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BOOK: Mecha Samurai Empire (2018)

Mecha Samurai Empire Year: 2018 Author: Peter Tieryas Length: 447 pages ***THIS BOOK WAS RECEIVED FROM THE PUBLISHER*** For a genre that’s usually associated with Japanese anime and manga, I haven’t seen many “mecha” novels (or movies, for that matter, with Pacific Rim (2013) being the only notable example). Consequently, when I received an advance reader copy of Mecha Samurai Empire, I was looking forward to reading it. While there were still a few grammatical and proofreading errors in this book—of which I’m sure have been fixed in the final version—portions of the plot didn’t sit well with me. My main qualm is the main character who really isn’t good at anything but still gets to pilot a huge and complicated piece of machinery just because he wants to. A clear and obvious mix between The Man in the High Castle and Neon Genesis Evangelion, the few strong elements of this book were in the mecha battles themselves. The problem is that the references sprinkled throughout...
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BOOK: Roadwork (1981)

Roadwork Year: 1981 Author: Richard Bachman (aka Stephen King) Length: 577 minutes / 9.62 hours I wasn’t aware of Stephen King’s Richard Bachman pseudonym until I picked up this book to read on a whim. While it’s clear all of King’s technical prowess is still present in Bachman’s work, the “king of horror” gained a chance to write outside his genre. Of course, King has done this before with a few different books (like Hearts in Atlantis, The Green Mile, and The Dark Tower series), but writing under a pseudonym seemed to unleash an amount of cynicism I’ve hardly seen in King’s writing before. Written in the early 1980s, Roadwork exhibits all the identifying marks of a cynic who has been over-saturated with consumerism. The need to have a job to support a family by buying a house that needs to be filled with the accouterments of modern living is a bit too much for some people. This is especially true for those who don’t...
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BOOK: BlacKkKlansman (2014)

BlacKkKlansman Year: 2014 Author: Ron Stalworth Length: 352 minutes / 5.87 hours As someone who lives in Colorado Springs and calls this town my home, I was intrigued by Ron Stalworth's story after watching the 2018 Spike Lee movie based on the undercover investigation into the local Ku Klux Klan. Sure, I didn’t live in the Springs during the period covered in this book, but I did have enough understanding of the town to know the locations referenced throughout. To think that I live close to some of the areas that could have been affected by cross burnings or other Klan events is a little eerie to me, mostly because it’s something I rarely think about. For those who have seen the movie first, this book covers everything that made it to the big screen but also adds some details about other events not directly linked to the Klan (but were still relevant to the discussion of race in the area). I’ll admit that Colorado...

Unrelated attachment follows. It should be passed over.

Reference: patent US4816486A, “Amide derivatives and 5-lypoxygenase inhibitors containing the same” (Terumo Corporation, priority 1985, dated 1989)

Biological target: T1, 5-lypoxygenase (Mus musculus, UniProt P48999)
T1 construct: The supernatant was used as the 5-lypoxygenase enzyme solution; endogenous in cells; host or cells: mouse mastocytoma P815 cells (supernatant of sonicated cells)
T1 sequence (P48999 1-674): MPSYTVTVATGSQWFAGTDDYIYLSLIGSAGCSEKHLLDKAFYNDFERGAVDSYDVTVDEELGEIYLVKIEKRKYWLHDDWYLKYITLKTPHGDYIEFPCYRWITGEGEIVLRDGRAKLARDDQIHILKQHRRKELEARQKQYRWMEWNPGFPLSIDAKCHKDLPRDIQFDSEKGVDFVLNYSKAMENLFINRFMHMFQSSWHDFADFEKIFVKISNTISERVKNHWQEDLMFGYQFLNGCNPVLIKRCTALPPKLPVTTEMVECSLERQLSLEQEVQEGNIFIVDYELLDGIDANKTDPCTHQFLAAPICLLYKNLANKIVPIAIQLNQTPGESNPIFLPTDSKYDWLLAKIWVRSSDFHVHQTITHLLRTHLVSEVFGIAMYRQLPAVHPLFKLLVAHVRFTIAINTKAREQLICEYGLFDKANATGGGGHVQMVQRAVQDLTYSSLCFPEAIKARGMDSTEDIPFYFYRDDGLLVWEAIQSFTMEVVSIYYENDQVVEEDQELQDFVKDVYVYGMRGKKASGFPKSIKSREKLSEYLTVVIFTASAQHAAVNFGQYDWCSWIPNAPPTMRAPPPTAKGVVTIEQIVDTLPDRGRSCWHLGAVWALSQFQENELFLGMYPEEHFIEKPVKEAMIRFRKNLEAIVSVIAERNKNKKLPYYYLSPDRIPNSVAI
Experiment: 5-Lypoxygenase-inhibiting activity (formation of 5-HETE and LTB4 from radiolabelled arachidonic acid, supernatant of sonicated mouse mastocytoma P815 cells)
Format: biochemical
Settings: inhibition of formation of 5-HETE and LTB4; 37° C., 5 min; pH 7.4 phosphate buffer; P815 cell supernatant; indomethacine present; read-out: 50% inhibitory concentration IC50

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BOOK: Prentice Alvin (1989)

Prentice Alvin Year: 1989 Author: Orson Scott Card Length: 830 minutes / 13.83 hours As I’ve been reading through the Tales of Alvin Maker series, I have found it interesting to see what big societal issues have been covered so far. While Seventh Son tackled religion and Red Prophet delved into politics and war, Prentice Alvin bit off a big chunk of racism and tried to address it in a way that’s half fantasy and half historical fiction. Sure, there’s still some semblance of the religion content present in this book that informs the racism dialogue. Still, these large issues end up taking a back seat to the more fascinating aspects of the titular character learning how to control his incredible powers. In fact, this might be my favorite book of the series so far. It’s always more entertaining to watch a character come into the depth of their abilities, and Prentice Alvin has this in spades (both metaphorically and literally). While there weren’t many instances of Alvin directly being affected by a conflict...
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BOOK: Origin (2015)